Over the past week, I’ve seen a fair bit online about a certain chocolate company making changes to one of their offerings. They’ve changed the wrapping and some of the flavours in one of their assorted collections. Heresy. How can they be so cold to do such a thing just before Christmas?

I’m seeing words like ‘furious’, ‘outrage’, ‘horrible’, ‘atrocity’ and apparently customers have been thrown into a ‘frenzy’.


I love chocolate, I really, seriously do, but changing recipes and wrapping is not something that’ll raise my blood pressure. I might be a little disappointed when an old favourite is retired, but I won’t be firing off an angry missive to their customer service department.

What an incredibly privileged life we lead when altering a luxury item like chocolate causes us such concern.

Do you know what I find an outrage?

I find it outrageous that we’re discussing chocolate when more than 385 million children around the world have no idea when or if they’ll eat again. They are the ones who, through no fault of their own, are living in extreme poverty. They had no control over being born into poverty, just as most of us had no control over being born into a land of plenty and excess.

An ‘atrocity’ is when we care more for someone messing with our ‘entitlements’ than for those facing an uncertain future, those who daily stare death in the face.

There are many other situations in our world that should cause us concern and anger. Trafficking, slavery, domestic violence, our treatment of those seeking safety within our borders and so many more.

I’ll certainly be eating chocolate this Christmas, probably definitely more than I should, and I won’t be feeling guilty about it. I’m not for one moment suggesting that we don’t celebrate and celebrate well, but sometimes we need a little perspective to help us understand how incredibly blessed we are to be able to enjoy life’s luxuries.

This Christmas maybe we can reflect with gratitude on what an incredible life we have been gifted. But wouldn’t it be fitting that we also let the ‘outrage’ inside us grow and rise as we think about people around the world who face daily struggle to simply stay alive? I think it’s a mark of maturity when we can hold those two things in tension.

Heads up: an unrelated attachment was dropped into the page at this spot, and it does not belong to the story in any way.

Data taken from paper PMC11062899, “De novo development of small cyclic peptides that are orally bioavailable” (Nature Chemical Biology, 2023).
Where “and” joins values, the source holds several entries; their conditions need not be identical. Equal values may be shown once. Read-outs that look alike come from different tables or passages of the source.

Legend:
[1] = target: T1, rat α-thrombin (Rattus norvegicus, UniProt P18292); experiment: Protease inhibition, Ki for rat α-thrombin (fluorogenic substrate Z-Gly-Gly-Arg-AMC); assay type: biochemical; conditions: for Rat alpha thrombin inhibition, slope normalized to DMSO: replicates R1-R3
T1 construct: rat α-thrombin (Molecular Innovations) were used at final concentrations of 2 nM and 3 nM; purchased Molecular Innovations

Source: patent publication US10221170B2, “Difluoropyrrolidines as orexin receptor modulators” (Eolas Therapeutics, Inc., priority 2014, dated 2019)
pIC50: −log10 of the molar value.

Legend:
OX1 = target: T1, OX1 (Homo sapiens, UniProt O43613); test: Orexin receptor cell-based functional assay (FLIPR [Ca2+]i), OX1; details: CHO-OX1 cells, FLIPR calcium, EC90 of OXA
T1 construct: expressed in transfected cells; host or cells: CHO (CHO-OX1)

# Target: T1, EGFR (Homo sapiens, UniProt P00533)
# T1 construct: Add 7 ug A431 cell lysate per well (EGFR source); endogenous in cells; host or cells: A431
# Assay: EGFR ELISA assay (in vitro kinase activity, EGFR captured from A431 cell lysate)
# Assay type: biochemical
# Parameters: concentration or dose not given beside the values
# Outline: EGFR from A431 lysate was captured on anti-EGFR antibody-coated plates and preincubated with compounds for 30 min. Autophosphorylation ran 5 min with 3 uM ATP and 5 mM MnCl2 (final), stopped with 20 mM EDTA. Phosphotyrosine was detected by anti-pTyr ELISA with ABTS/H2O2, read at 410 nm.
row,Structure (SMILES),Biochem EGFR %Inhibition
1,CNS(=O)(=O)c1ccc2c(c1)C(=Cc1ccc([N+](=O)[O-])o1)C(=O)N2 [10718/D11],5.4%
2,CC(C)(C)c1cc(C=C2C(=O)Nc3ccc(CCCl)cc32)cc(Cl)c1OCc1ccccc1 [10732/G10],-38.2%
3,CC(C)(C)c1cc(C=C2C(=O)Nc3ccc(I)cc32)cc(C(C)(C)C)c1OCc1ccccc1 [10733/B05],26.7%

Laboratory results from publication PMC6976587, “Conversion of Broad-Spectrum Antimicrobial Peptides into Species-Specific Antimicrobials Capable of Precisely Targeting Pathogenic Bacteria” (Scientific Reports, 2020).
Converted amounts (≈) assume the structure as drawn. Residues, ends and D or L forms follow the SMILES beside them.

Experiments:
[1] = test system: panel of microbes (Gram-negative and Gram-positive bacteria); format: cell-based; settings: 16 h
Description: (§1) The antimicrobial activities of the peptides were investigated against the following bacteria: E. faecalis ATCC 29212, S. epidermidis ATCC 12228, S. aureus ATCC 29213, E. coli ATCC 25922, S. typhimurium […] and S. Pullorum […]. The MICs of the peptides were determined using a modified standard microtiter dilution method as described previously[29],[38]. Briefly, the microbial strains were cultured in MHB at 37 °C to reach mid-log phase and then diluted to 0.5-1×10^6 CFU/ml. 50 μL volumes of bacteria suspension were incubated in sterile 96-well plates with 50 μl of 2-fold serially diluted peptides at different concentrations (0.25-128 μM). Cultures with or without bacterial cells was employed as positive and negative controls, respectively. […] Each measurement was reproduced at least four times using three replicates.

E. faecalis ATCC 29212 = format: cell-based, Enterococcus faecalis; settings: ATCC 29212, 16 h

Enjoy the chocolate and all the other good things that come with the season, but please save your outrage for the true injustices in this world.

(If you’d like to make a difference for some of those facing an uncertain Christmas, why not buy a gift that will make a global difference through Gifts of Compassion. A small gift can make a big difference.)

Do you think some of your friends would enjoy reading Outrageous? Please use the buttons below to share the post. Thanks.

What do you want to believe?

EPSON DSC picture

After hearing a conversation on radio about whether coffee is good for us or not, someone responded saying, “Coffee is not healthy. It is a drug that you’re better off not consuming.” But then another listener responded by quoting a Life Hacker article titled The Science Behind Coffee and Why it’s Actually Good for Your Health.

The article explains that coffee can make you smarter, burns fat and improves physical performance, may drastically reduce your risk of Type II Diabetes, may lower your risk of Alzheimer’s and Parkinson’s, may be extremely good for your liver, may reduce your risk of dying and is loaded with nutrients and antioxidants. Pretty compelling stuff.

Opinion is divided so we need to decide what we’ll believe. As a coffee drinker I’m going with the health benefits of my morning cuppa … or two.

McDonalds or Subway

We all know that when choosing fast food it’s best to go with a healthy option, such as Subway. Then we read an article like the recent piece Subway meals contain nearly as many calories, more salt than McDonald’s, UCLA study finds.

According to new research, the meals contain nearly as many calories and more salt than those in McDonald’s.

Researchers from the University of California Los Angeles found that teenagers who bought Subway meals consumed almost the same calories – and more salt – those who ate a meal at McDonald’s, the Mail Online reports.

The study found eating at both restaurants is likely to lead to overeating and obesity.

The US research will come as a shock to those who consume Subway meals in the belief that they are choosing a healthier option.

So what do we believe?